Understanding how a variable changes over time is key in many realworld situations The average rate of change measures the average change between two points on a function or data set, But how exactly do you calculate it?
In this comprehensive guide, we’ll walk through what average rate of change represents, explain the stepbystep calculation, and look at example problems using the formula
What is Average Rate of Change?
The average rate of change measures how fast a function’s output is changing over some interval, on average. It is defined as the change in the function’s output divided by the change in input between two points.
For a function f(x), the average rate of change between points (a, f(a)) and (b, f(b)) is:
Average Rate of Change = (f(b)  f(a)) / (b  a)
Where f(a) and f(b) are the function’s outputs at points a and b.
This measures how fast the function output is changing per unit change in input, on average, between the two points.
Average rate of change has many realworld applications. For example, it can calculate the average speed on a trip based on total distance traveled and time elapsed. Or the average temperature change per hour.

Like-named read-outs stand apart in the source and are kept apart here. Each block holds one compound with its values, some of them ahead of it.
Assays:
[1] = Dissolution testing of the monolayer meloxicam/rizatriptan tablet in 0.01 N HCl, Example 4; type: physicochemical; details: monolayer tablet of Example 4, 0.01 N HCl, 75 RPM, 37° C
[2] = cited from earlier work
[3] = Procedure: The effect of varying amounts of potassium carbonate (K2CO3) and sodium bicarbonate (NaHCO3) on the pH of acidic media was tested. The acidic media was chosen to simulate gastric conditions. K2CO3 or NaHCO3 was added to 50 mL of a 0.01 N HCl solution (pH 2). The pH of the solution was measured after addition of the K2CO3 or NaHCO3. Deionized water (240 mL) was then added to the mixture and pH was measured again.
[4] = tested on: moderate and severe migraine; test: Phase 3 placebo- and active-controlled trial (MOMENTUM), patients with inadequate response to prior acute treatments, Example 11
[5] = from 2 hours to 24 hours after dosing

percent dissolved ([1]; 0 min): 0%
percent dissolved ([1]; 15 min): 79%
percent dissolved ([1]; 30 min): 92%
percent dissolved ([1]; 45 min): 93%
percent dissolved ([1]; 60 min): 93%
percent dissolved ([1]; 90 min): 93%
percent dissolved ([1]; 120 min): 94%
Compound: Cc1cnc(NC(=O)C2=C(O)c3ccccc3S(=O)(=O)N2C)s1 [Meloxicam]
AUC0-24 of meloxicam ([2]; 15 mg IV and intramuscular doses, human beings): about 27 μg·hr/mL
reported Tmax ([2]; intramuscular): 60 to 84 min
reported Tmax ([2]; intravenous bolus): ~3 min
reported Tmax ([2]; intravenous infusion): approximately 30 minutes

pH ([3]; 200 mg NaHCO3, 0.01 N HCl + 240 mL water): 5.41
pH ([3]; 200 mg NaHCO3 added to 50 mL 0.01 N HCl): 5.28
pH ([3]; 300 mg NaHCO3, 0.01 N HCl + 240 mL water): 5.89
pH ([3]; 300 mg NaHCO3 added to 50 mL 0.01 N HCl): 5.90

Next, we’ll walk through the stepbystep process to calculate average rate of change.
How to Calculate Average Rate of Change in 4 Steps
Follow these 4 key steps to calculate the average rate of change between two points on a function:
Step 1) Find the inputs and outputs of the two points
To start, identify the x and y values for the two points on the function. Usually these will be given in the problem.
For example, say we have the points (2, 5) and (8, 11) on some function f(x). Here:
 Point 1: x1 = 2, y1 = f(2) = 5
 Point 2: x2 = 8, y2 = f(8) = 11
Step 2) Take the difference in outputs
Subtract the yvalue of point 1 from the yvalue of point 2 to find the change in outputs.
In our example:
Change in outputs = y2  y1 = 11  5 = 6
This shows the function’s output increased by 6 between the points.
Step 3) Take the difference in inputs
Subtract the xvalue of point 1 from the xvalue of point 2 to find the change in inputs.
For our points:
Change in inputs = x2  x1 = 8  2 = 6
The input changed by 6 units between the points.
Step 4) Divide change in outputs by change in inputs